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-   -   Don't be a hijacker (http://www.narniafans.com/forum/showthread.php?t=26006)

inkspot 09-09-2009 05:30 PM

Don't be a hijacker
 
Dear Friends of the Socratic Method,

If you enter a thread and realize that if you try very hard you can wrench the topic around to something you would prefer to talk about, please refrain from this temptation.

The thread starter had a certain subject in mind when she began the thread, and the people who enter it want to discuss that topic -- not Obama Care, the lack of morality in the USA, the surly prudishness of most women, the evils of socialism, the thought police in liberal politics or whatever other topic may be on your mind.

When a member attempts to hijack the thread and make it more about her personal pet topics, it disrupts the robust debate we've come to enjoy, and it also makes other members come to see that hijacker as a sort of one-trick pony who can't intelligently discuss anything but her own pet peeves.

Please respect the subject of the thread and do not inject your own personal favorite topics into it unless they are clearly relevant to the debate. Thank you.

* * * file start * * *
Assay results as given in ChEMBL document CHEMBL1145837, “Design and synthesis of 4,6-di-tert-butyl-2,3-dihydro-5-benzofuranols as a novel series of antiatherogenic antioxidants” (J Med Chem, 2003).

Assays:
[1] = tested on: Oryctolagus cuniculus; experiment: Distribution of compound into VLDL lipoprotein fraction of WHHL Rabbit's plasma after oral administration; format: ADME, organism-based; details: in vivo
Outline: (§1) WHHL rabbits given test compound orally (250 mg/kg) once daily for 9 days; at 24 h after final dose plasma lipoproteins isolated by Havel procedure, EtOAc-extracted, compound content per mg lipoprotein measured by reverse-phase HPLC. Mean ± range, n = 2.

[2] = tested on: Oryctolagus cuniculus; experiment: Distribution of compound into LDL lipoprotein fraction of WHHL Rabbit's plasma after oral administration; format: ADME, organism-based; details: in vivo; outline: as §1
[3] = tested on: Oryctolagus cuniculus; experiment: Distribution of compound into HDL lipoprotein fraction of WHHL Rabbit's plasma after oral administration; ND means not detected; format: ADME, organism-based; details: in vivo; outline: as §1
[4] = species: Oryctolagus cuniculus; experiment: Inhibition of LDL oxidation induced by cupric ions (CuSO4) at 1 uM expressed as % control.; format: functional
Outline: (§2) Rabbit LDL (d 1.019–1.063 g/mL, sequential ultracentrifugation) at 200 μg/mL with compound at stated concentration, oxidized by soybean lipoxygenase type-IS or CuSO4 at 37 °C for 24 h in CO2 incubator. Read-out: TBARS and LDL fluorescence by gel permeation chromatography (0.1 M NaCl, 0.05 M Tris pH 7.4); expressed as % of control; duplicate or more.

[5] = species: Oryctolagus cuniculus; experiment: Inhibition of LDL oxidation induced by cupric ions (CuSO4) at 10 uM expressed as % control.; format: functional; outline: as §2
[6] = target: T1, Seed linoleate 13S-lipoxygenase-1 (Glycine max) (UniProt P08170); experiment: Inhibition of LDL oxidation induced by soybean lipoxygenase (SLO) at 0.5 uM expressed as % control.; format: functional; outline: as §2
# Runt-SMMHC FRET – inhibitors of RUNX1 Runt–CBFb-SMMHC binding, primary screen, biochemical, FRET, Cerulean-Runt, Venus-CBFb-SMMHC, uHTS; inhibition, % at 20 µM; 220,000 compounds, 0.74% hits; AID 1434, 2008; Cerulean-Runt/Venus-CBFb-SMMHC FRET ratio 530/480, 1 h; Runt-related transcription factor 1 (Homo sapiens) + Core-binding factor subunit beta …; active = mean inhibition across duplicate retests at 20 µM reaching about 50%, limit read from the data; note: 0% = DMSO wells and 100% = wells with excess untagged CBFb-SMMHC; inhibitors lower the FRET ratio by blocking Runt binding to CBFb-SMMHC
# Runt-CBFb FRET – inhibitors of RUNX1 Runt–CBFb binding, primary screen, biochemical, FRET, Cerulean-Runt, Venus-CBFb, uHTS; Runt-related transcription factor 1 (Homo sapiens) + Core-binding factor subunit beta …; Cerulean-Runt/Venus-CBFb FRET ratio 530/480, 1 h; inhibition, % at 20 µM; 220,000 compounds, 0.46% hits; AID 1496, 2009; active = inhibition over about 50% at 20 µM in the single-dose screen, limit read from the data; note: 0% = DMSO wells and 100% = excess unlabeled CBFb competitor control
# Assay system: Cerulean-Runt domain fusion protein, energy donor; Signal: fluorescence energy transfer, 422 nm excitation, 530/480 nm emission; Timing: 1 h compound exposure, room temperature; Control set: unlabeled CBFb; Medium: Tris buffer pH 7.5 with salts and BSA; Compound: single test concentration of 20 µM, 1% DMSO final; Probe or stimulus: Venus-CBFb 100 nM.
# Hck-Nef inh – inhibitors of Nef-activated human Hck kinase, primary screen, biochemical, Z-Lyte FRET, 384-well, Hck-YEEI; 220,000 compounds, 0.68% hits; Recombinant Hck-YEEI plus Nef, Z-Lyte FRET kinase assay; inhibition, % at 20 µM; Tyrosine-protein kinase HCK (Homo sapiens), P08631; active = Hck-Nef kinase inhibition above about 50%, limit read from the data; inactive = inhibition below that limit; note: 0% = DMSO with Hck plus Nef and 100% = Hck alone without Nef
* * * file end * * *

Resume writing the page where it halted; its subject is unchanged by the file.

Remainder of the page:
Captain Holly 09-09-2009 09:12 PM

http://www.narniafans.com/forum/showthread.php?t=21074

Hey! Remember this thread!?

Lucy but Taller 09-09-2009 09:15 PM

lol!!!:p:D:rolleyes:
for once in a lifetime,Protag made me laugh.

Frodosgurl 09-09-2009 09:18 PM

*snerks a giggle*

Copperfox 05-15-2013 10:46 AM

I confess to using this thread as a handy place for a one-time remark, since the "AVOIDANCE of Hijacking" thread has dropped out of sight.

I am at the point of wishing that everyone who self-servingly misuses the word "MISTAKE" to cover up evil intent would be publicly flogged and pilloried.

Local news here in Colorado recently reported how some people stole over TWO HUNDRED THOUSAND dollars from their own grandparents, using the money for luxuries. Upon being caught, the thieves tried to gain public sympathy by saying, "We know we made a mistake, it was a mistake, what an unfortunate mistake, we admit our mistake, we're sorry for the mistake, oh yes, mistake mistake mistake mistake mistake!" Am I the ONLY person for whom this rings false???? How does anyone steal hundreds of thousands of dollars ACCIDENTALLY???? "Mistake," my foot!! Those contemptible snakes DID IT ON PURPOSE!!

inkspot 05-15-2013 12:13 PM

ROFL! It becomes a "mistake" when someone finds out about it -- they meant to do it, but in hindsight they see it was a huge mistake. Years ago when I lived in Arizona, the governor had been caught in some big scandal, and that was his mantra: "Mistakes were made ..." Clearly they were! Mistaken judgment for one thing!

A mistake is when you add 2 + 2 and get 5. Spending your Grandma's money on a Jaguar is just stealing ...

SunshineRose 05-17-2013 12:13 PM